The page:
Should we remain neutral between our interests and those of future generations? Or are we ethically permitted or even required to depart from neutrality and engage in some measure of intergenerational discounting? This Article addresses the problem of intergenerational discounting by drawing on two different intellectual traditions: the social welfare function (“SWF”) tradition in welfare economics, and scholarship on “prioritarianism” in moral philosophy. Unlike utilitarians, prioritarians are sensitive to the distribution of well-being. They give greater weight to well-being changes affecting (...)
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  20.  75
    Jonathan E. Adler (2005). Reliabilist Justification (or Knowledge) as a Good Truth-Ratio. Pacific Philosophical Quarterly 86 (4):445–458.
    Fair lotteries offer familiar ways to pose a number of epistemological problems, prominently those of closure and of scepticism. Although these problems apply to many epistemological positions, in this paper I develop a variant of a lottery case to raise a difficulty with the reliabilist's fundamental claim that justification or knowledge is to be analyzed as a high truth-ratio (of the relevant belief-forming processes). In developing the difficulty broader issues are joined including fallibility and the relation of reliability to understanding.
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  21.  76
    Stephen L. Adler (2003). Why Decoherence has Not Solved the Measurement Problem: A Response to P.W. Anderson. Studies in History and Philosophy of Science Part B 34 (1):135-142.
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  22. Matthew Adler, The Pigou-Dalton Principle and the Structure of Distributive Justice.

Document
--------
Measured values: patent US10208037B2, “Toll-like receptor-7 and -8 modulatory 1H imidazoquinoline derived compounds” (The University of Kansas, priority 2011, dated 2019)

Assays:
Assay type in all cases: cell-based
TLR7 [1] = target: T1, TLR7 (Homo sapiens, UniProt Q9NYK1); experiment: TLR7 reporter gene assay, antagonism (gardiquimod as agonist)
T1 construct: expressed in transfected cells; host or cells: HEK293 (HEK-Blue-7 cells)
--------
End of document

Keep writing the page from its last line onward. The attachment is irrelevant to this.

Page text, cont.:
The Pigou-Dalton (PD) principle recommends a non-leaky, non-rank-switching transfer of goods from someone with more goods to someone with less. This Article defends the PD principle as an aspect of distributive justice—enabling the comparison of two distributions, neither completely equal, as more or less just. It shows how the PD principle flows from a particular view, adumbrated by Thomas Nagel, about the grounding of distributive justice in individuals’ “claims.” And it criticizes two competing frameworks for thinking about justice that less (...)
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  23. Paul S. Adler (2005). Market, Hierarchy, and Trust: The Knowledge Economy and the Future of Capitalism. In Christopher Grey & Hugh Willmott (eds.), Critical Management Studies: A Reader. OUP Oxford
     
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  24. Carl G. Adler (1980). Why is Mechanics Based on Acceleration? Philosophy of Science 47 (1):146-152.
    The unique role of the second derivative of position with respect to time in classical mechanics is investigated. It is indicated that mechanics might have been developed around other order derivatives. Examples based on $\overset \ldots \to{x}$ and $\overset....\to{x}$ are presented. Kirchhoff's argument for using ẍ is given and generalized.
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  25.  86
    Stephen L. Adler & Jeeva Anandan (1996). Nonadiabatic Geometric Phase in Quaternionic Hilbert Space. Foundations of Physics 26 (12):1579-1589.
    We develop the theory of the nonadiabatic geometric phase, in both the Abelian and non-Abelian cases, in quaternionic Hilbert space.
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  26. Jonathan E. Adler (1987). Luckless Desert is Different Desert. Mind 96 (382):247-249.
  27.  4
    Matthew D. Adler, Aggregating Moral Preferences.